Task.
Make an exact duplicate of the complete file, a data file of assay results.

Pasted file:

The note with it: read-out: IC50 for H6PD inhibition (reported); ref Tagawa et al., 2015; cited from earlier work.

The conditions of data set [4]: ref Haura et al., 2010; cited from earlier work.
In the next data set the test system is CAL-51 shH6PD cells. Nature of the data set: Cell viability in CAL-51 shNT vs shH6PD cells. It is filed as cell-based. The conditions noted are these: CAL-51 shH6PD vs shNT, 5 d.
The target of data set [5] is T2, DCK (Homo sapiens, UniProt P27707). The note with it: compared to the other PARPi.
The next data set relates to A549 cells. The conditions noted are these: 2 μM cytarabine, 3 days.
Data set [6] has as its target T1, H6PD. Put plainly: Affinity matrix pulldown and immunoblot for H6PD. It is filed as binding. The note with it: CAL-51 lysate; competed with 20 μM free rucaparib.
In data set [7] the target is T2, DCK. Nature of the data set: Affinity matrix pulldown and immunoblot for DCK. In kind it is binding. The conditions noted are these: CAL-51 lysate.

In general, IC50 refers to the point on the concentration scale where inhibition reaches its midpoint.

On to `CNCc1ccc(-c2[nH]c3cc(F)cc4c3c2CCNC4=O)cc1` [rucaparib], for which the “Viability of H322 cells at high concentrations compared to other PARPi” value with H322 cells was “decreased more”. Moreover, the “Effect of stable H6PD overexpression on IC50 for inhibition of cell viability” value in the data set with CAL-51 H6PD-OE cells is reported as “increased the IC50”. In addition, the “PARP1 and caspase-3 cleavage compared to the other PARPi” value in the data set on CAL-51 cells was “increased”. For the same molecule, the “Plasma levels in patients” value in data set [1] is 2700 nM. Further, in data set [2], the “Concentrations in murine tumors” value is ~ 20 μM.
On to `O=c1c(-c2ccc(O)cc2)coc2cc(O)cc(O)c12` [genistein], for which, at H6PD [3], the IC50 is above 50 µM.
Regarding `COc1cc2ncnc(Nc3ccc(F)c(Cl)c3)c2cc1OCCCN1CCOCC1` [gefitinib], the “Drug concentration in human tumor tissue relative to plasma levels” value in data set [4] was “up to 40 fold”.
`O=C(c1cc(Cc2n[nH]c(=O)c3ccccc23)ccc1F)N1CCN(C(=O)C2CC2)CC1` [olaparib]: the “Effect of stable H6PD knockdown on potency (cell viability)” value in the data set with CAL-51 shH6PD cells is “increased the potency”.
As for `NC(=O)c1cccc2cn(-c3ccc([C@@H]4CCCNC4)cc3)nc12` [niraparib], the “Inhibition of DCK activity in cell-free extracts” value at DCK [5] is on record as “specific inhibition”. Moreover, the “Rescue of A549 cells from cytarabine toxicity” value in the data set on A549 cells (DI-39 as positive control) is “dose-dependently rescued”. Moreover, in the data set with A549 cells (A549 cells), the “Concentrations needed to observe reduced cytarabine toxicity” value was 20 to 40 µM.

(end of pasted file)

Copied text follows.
The note with it: read-out: IC50 for H6PD inhibition (reported); ref Tagawa et al., 2015; cited from earlier work.

The conditions of data set [4]: ref Haura et al., 2010; cited from earlier work.
In the next data set the test system is CAL-51 shH6PD cells. Nature of the data set: Cell viability in CAL-51 shNT vs shH6PD cells. It is filed as cell-based. The conditions noted are these: CAL-51 shH6PD vs shNT, 5 d.
The target of data set [5] is T2, DCK (Homo sapiens, UniProt P27707). The note with it: compared to the other PARPi.
The next data set relates to A549 cells. The conditions noted are these: 2 μM cytarabine, 3 days.
Data set [6] has as its target T1, H6PD. Put plainly: Affinity matrix pulldown and immunoblot for H6PD. It is filed as binding. The note with it: CAL-51 lysate; competed with 20 μM free rucaparib.
In data set [7] the target is T2, DCK. Nature of the data set: Affinity matrix pulldown and immunoblot for DCK. In kind it is binding. The conditions noted are these: CAL-51 lysate.

In general, IC50 refers to the point on the concentration scale where inhibition reaches its midpoint.

On to `CNCc1ccc(-c2[nH]c3cc(F)cc4c3c2CCNC4=O)cc1` [rucaparib], for which the “Viability of H322 cells at high concentrations compared to other PARPi” value with H322 cells was “decreased more”. Moreover, the “Effect of stable H6PD overexpression on IC50 for inhibition of cell viability” value in the data set with CAL-51 H6PD-OE cells is reported as “increased the IC50”. In addition, the “PARP1 and caspase-3 cleavage compared to the other PARPi” value in the data set on CAL-51 cells was “increased”. For the same molecule, the “Plasma levels in patients” value in data set [1] is 2700 nM. Further, in data set [2], the “Concentrations in murine tumors” value is ~ 20 μM.
On to `O=c1c(-c2ccc(O)cc2)coc2cc(O)cc(O)c12` [genistein], for which, at H6PD [3], the IC50 is above 50 µM.
Regarding `COc1cc2ncnc(Nc3ccc(F)c(Cl)c3)c2cc1OCCCN1CCOCC1` [gefitinib], the “Drug concentration in human tumor tissue relative to plasma levels” value in data set [4] was “up to 40 fold”.
`O=C(c1cc(Cc2n[nH]c(=O)c3ccccc23)ccc1F)N1CCN(C(=O)C2CC2)CC1` [olaparib]: the “Effect of stable H6PD knockdown on potency (cell viability)” value in the data set with CAL-51 shH6PD cells is “increased the potency”.
As for `NC(=O)c1cccc2cn(-c3ccc([C@@H]4CCCNC4)cc3)nc12` [niraparib], the “Inhibition of DCK activity in cell-free extracts” value at DCK [5] is on record as “specific inhibition”. Moreover, the “Rescue of A549 cells from cytarabine toxicity” value in the data set on A549 cells (DI-39 as positive control) is “dose-dependently rescued”. Moreover, in the data set with A549 cells (A549 cells), the “Concentrations needed to observe reduced cytarabine toxicity” value was 20 to 40 µM.